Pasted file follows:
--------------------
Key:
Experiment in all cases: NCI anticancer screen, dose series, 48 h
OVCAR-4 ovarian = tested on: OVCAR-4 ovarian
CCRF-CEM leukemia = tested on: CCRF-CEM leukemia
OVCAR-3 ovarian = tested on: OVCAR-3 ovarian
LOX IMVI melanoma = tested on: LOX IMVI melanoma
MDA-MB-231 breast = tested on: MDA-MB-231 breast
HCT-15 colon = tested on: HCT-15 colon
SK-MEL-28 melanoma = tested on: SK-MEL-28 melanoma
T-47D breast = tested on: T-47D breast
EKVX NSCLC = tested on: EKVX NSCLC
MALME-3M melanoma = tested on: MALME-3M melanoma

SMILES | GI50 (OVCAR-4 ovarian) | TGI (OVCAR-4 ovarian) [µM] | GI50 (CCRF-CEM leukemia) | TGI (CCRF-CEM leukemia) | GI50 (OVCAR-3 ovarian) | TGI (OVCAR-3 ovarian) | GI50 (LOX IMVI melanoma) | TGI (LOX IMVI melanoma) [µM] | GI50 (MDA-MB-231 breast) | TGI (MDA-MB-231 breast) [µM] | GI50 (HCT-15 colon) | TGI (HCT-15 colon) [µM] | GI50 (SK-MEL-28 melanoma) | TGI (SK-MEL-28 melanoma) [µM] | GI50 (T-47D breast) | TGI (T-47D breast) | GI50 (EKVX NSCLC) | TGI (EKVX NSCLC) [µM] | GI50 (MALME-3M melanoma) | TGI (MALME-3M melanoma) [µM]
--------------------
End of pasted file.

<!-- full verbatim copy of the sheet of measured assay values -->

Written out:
Key:
Experiment in all cases: NCI anticancer screen, dose series, 48 h
OVCAR-4 ovarian = tested on: OVCAR-4 ovarian
CCRF-CEM leukemia = tested on: CCRF-CEM leukemia
OVCAR-3 ovarian = tested on: OVCAR-3 ovarian
LOX IMVI melanoma = tested on: LOX IMVI melanoma
MDA-MB-231 breast = tested on: MDA-MB-231 breast
HCT-15 colon = tested on: HCT-15 colon
SK-MEL-28 melanoma = tested on: SK-MEL-28 melanoma
T-47D breast = tested on: T-47D breast
EKVX NSCLC = tested on: EKVX NSCLC
MALME-3M melanoma = tested on: MALME-3M melanoma

SMILES | GI50 (OVCAR-4 ovarian) | TGI (OVCAR-4 ovarian) [µM] | GI50 (CCRF-CEM leukemia) | TGI (CCRF-CEM leukemia) | GI50 (OVCAR-3 ovarian) | TGI (OVCAR-3 ovarian) | GI50 (LOX IMVI melanoma) | TGI (LOX IMVI melanoma) [µM] | GI50 (MDA-MB-231 breast) | TGI (MDA-MB-231 breast) [µM] | GI50 (HCT-15 colon) | TGI (HCT-15 colon) [µM] | GI50 (SK-MEL-28 melanoma) | TGI (SK-MEL-28 melanoma) [µM] | GI50 (T-47D breast) | TGI (T-47D breast) | GI50 (EKVX NSCLC) | TGI (EKVX NSCLC) [µM] | GI50 (MALME-3M melanoma) | TGI (MALME-3M melanoma) [µM]